Inside the Fatal Dive of the Crocodile Hunter
September 5, 2006

It was the adventure that turned out to be the last mission for thrill-seeker Steve Irwin.

"Extra" has the final photo of the always smiling Irwin, courtesy of the New York Post, that shows the cameraman who would ultimately capture the Crocodile Hunter's deadly encounter on tape.

Irwin was known across the world for risking his life on land as he cavorted with the deadliest of creatures: killer snakes, poisonous spiders and of course, his trademark encounters with crocs.

Unfortunately, Irwin's final mission in the ocean was out of his element. Best friend and manager John Stainton was there as his best friend slipped away.

"I did see the footage and it's shocking," Stainton revealed. "It's a very hard thing to watch because you're actually witnessing somebody die."

While Irwin's body was transported by seaplane, wife Terri and their young children arrived home from vacation to see how their home, the Australian Zoo, had been turned into a shrine to their beloved husband and father.

Fans of the famed Irwin paid their respects by leaving flowers and notes.

As the reality of the tragedy settles in, authorities and Irwin fans alike are left wondering, what really happened?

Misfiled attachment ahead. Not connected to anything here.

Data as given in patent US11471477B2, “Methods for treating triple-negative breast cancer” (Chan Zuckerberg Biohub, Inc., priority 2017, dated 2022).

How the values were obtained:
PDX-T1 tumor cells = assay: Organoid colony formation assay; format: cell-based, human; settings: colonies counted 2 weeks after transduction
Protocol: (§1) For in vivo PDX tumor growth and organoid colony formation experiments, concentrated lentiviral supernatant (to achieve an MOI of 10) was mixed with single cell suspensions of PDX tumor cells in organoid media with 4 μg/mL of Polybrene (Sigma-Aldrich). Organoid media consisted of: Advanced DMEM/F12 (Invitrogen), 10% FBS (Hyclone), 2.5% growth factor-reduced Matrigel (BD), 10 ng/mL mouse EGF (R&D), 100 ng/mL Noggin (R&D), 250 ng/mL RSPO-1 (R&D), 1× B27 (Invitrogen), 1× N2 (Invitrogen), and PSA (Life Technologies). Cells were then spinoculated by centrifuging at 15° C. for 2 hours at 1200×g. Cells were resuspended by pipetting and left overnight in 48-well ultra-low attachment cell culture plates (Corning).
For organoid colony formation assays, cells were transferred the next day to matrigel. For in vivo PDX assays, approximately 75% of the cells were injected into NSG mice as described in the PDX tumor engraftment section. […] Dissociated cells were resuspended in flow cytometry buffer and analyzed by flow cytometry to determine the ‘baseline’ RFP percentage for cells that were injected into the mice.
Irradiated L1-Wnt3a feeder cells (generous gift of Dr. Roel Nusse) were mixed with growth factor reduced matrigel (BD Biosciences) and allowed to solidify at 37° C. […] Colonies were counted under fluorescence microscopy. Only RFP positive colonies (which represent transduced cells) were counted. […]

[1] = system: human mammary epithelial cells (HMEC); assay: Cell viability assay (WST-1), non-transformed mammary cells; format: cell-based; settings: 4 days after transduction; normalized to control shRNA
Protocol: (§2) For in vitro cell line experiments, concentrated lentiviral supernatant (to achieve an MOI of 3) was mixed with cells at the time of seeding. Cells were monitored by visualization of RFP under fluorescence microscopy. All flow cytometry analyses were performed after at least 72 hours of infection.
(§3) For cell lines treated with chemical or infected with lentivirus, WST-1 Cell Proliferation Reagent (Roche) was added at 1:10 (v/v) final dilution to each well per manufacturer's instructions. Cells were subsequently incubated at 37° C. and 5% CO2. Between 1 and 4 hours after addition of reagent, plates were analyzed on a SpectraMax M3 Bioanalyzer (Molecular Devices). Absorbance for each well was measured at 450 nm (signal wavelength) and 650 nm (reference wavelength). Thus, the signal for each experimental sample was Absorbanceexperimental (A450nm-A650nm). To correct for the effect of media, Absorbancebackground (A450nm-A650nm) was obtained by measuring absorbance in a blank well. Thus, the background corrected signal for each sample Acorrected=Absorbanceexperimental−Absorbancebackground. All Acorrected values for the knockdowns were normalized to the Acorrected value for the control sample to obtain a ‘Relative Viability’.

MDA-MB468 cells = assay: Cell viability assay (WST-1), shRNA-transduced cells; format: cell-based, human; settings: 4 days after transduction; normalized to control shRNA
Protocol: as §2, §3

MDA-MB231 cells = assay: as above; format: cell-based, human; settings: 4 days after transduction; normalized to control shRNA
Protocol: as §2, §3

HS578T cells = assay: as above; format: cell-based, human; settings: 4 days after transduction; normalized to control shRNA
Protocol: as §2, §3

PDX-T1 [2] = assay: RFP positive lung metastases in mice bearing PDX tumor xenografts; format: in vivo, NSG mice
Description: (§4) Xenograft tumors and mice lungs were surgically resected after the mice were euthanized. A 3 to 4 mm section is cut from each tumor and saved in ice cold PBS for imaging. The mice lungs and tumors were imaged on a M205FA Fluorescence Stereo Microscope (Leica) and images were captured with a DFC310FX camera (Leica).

"Extra" has learned the stingray weighed 220 lbs. Usually non-confrontational, the deadly sea creature attacks only in self-defense, as was the case in this unfortunate incident.  

Irwin's cameraman was filming in front of the stingray, and it became frightened and lashed out.

"The tail came up and spiked him," Stainton continued. "He pulled it out, and the next minute he's gone."

But did that move cost him his life? Irwin was first pulled on board alive but lost massive amounts of blood and suffered a heart attack.

Aussie authorities revealed the video footage of Irwin's death is in the hands of the coroner and will never be seen by the public.

On Tuesday, Hollywood sent their condolences to Irwin's family and his memory, including friend and fellow Aussie Russell Crowe, who called Irwin, "the ultimate wildlife warrior. He touched my heart. I believed in him. I'll miss him."

Irwin, loved by Americans and Australians alike, had always been a dear friend to "Extra." And in his last interview with us, Steve uttered what are now chilling words.

"All my life, whether it be in front of the camera or not, I've been protecting people from potentially fatal wounds," Irwin said.

But in the tragic final moments, Steve Irwin was helpless to protect himself.


All of "Extra" at a glance
Get the early word on what’s coming up on Extra -- subscribe now!
Behind-the-scenes at "Extra"
Extra in Your Area
When It's On